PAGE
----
The oversharing society
People increasingly make private moments public, and social media are intruding on our lives as never before. We must develop new skills of restraint, empathy and resilience
“While [sharing] helps us to create connections, there are risks, and one of those risks is that people feel it’s okay to share photos of us at our most vulnerable, [with the justification that] photos are shared all the time, so why not?” says John Buckley of the youth organisation SpunOut.ie.
Buckley talks about photographs uploaded when the subjects are drunk, falling over and at their most vulnerable. “The cause of that is something we don’t know,” he says, adding that there is a growing volume of research, but samples are generally small. Facebook is also believed to be carrying out “compassion research”, which might examine some of these issues.
Much of this behaviour is due to a dearth of empathy. The Roots of Empathy programme, which is run in some Irish schools and is supported by Barnardos, the HSE and the EU, shows that empathy, as well as being an inherent part of the human condition, is also a skill. “It seems to be missing online sometimes,” Buckley says. When it comes to making those intrusions and sharing inappropriate or embarrassing information about someone, “there are a huge amount of empathic people online who counter this. People are displaying empathy and people aren’t.
“People do that in the wider world as well. The internet is a vessel for human behaviour. I don’t think it can be blamed for human behaviour. I think people can do more to combat it, as can the platforms, but we are responsible for our behaviour.”
Another skill that needs honing in the age of social media is resilience, according to Buckley. “We’re still facing racism, misogyny, abuse in many forms. We adapt our resilience. When we were huntergatherers we were resilient enough to get through hungry times. Now we need to build an emotional resilience to get through comments that are aimed at us. We need to teach that better. These comments will potentially always be there, but how we deal with it can change.”
Buckley says that intrusion on social media among young people is “coming up more and more, particularly those photos and videos of us at our most vulnerable”.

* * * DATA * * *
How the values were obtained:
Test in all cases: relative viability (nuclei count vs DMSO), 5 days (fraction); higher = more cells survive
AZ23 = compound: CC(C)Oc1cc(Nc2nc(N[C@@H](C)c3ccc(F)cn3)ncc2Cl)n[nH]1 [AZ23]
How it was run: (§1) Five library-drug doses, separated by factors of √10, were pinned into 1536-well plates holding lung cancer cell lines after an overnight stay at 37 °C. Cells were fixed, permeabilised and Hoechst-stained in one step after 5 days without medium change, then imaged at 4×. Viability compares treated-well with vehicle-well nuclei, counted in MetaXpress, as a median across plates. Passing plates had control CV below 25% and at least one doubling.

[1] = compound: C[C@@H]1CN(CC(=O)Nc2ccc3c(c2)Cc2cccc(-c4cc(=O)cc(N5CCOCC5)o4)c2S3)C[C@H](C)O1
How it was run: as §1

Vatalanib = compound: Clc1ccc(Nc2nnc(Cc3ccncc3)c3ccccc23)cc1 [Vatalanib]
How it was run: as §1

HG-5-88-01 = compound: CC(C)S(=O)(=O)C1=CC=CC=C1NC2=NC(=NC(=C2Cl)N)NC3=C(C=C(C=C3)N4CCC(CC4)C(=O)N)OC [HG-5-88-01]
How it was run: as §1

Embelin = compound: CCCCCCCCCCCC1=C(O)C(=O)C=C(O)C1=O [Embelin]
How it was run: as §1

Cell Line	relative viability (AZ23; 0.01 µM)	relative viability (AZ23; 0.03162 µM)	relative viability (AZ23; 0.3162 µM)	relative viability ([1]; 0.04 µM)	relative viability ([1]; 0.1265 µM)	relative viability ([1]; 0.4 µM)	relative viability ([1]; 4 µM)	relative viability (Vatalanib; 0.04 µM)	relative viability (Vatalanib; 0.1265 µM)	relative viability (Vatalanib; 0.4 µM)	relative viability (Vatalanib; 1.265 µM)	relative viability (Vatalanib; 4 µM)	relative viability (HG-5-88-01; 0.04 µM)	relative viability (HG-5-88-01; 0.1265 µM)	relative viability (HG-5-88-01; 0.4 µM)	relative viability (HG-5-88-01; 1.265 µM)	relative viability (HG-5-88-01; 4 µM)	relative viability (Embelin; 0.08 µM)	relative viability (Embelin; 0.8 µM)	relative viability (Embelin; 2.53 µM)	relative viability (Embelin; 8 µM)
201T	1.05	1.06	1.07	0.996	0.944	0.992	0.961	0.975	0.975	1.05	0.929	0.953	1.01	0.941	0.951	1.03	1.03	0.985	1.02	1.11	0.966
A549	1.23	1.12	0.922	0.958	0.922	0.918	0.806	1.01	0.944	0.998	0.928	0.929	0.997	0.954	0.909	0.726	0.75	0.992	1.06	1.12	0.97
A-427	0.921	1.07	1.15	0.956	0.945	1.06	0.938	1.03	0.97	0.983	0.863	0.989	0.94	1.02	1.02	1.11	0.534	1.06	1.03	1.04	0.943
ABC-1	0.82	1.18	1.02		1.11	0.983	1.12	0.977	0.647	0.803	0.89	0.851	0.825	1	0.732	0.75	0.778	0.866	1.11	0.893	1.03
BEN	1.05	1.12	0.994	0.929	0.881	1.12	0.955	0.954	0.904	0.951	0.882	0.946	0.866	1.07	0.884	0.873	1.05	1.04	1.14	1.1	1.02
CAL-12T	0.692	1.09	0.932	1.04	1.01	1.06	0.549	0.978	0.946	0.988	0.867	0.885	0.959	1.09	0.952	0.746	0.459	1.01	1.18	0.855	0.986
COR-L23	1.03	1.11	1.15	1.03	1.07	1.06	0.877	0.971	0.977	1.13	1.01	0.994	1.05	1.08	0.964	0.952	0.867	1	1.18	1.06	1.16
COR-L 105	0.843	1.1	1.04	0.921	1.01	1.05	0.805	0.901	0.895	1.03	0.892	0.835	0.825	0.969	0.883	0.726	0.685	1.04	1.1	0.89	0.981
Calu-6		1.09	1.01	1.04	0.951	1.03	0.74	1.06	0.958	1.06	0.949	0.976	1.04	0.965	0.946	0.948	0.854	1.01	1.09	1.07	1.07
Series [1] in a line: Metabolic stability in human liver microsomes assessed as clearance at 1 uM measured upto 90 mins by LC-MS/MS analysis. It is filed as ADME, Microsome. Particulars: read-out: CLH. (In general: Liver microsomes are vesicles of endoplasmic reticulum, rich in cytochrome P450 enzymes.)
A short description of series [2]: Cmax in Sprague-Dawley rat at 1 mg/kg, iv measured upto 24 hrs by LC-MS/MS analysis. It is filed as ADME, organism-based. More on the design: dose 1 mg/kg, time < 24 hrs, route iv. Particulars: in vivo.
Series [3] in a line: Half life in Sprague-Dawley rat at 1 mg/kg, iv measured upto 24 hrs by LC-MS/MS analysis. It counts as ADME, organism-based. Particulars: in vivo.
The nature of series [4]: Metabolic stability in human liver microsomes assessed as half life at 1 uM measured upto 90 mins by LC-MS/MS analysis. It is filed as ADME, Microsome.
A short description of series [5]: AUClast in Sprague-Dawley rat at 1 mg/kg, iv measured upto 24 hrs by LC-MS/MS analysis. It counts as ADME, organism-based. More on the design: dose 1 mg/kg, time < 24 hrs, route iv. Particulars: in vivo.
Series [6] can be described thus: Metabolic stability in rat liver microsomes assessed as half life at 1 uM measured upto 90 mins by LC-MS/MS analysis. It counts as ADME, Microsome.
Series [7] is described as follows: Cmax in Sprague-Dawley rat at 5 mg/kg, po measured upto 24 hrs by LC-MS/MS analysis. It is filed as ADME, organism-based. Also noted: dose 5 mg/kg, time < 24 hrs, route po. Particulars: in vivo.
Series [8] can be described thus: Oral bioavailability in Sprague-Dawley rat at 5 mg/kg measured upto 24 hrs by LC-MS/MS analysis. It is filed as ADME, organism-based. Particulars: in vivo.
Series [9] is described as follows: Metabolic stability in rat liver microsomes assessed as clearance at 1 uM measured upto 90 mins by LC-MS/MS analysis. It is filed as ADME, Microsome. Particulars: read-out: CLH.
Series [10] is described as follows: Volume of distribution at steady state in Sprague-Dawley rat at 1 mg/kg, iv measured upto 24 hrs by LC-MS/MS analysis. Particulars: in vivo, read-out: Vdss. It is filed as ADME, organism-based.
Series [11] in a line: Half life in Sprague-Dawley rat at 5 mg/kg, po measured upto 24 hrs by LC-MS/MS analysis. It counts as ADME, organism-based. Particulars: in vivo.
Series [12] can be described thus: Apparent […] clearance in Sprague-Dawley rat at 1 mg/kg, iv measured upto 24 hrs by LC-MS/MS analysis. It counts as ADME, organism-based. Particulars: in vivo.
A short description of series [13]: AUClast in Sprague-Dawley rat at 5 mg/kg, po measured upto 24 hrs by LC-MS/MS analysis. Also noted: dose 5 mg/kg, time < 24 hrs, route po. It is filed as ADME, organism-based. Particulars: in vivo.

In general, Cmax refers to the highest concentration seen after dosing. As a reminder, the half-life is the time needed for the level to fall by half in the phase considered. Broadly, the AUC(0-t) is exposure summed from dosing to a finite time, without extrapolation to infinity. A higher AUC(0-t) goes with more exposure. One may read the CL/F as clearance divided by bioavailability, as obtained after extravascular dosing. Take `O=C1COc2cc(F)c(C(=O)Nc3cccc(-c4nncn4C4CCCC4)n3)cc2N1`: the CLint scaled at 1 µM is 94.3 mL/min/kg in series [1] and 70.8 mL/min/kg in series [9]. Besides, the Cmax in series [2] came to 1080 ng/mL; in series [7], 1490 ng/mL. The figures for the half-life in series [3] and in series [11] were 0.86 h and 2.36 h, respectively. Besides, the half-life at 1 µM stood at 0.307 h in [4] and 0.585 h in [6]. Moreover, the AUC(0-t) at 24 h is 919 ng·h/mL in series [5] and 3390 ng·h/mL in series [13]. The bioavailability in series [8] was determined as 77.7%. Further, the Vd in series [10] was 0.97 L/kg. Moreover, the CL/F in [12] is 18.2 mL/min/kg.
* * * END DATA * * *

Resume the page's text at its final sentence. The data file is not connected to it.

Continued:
The repercussions of becoming what could be called “shamous”, as opposed to famous, online are brutal. But they are also shortlived. Sharing on social media is a whirlwind, and platforms that depend on users handing over personal information are also hungry beasts that need constant feeding.
Although it may be scant consolation if you’re the person at the centre of an unwanted storm, the shortening viral cycle means something that explodes online can be old news within hours. Most sharing is benign: just people archiving their lives, connecting with each other, capturing daily moments. But as we increase the information we’re willing to share, privacy becomes a more archaic concept, and also a more sacred one.
“I think sharing is only going to become more prevalent,” says O’Leary. “We’re entering a generation in which people who are teenagers or even younger expect to document their lives online. They expect to share everything they do socially. Fewer and fewer things are considered off the record, or things they don’t want people to know about.
“I think in tandem with that there have been a number of high-profile cases in the past 18 months where the legal system has begun to catch up with what you can and can’t do online. So what I hope is that there’s a change in the content of what we share online. A realisation is forming that it’s not okay to share certain things.”